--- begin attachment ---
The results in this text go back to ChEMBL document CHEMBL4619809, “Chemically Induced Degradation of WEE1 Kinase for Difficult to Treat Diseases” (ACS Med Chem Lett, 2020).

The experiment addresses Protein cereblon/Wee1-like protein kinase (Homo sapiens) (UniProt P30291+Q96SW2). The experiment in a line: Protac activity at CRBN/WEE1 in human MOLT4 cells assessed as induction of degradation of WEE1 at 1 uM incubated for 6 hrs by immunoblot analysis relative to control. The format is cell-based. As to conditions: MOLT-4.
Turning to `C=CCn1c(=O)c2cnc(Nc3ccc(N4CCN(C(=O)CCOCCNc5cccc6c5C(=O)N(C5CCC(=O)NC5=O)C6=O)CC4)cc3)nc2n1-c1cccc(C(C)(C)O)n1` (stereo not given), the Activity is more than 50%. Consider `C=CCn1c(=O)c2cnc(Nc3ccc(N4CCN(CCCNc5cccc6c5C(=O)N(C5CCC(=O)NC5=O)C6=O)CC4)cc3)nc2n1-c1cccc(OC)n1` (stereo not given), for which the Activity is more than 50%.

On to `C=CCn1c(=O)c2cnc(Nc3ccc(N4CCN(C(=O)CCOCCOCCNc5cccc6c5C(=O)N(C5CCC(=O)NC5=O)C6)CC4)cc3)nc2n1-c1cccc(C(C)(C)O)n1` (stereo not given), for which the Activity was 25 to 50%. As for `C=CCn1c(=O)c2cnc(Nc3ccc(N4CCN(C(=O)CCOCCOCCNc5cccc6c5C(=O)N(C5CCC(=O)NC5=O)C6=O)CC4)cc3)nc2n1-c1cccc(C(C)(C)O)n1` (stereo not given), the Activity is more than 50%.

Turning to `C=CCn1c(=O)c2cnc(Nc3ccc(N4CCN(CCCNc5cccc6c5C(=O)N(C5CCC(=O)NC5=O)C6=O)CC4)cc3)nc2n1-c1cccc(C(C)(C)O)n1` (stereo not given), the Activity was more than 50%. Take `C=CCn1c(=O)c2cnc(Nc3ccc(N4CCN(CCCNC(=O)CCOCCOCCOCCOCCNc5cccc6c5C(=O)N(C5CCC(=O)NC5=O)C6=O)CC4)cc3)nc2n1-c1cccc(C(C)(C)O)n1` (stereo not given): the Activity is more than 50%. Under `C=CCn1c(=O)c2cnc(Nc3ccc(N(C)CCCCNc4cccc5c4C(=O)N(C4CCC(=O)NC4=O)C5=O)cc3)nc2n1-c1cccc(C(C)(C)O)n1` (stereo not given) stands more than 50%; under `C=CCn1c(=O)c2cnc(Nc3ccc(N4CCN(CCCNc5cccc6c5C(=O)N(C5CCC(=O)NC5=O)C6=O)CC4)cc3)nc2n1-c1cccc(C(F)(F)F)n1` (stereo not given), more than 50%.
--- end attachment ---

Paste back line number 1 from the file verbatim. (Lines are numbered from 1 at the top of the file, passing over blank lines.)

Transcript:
The results in this text go back to ChEMBL document CHEMBL4619809, “Chemically Induced Degradation of WEE1 Kinase for Difficult to Treat Diseases” (ACS Med Chem Lett, 2020).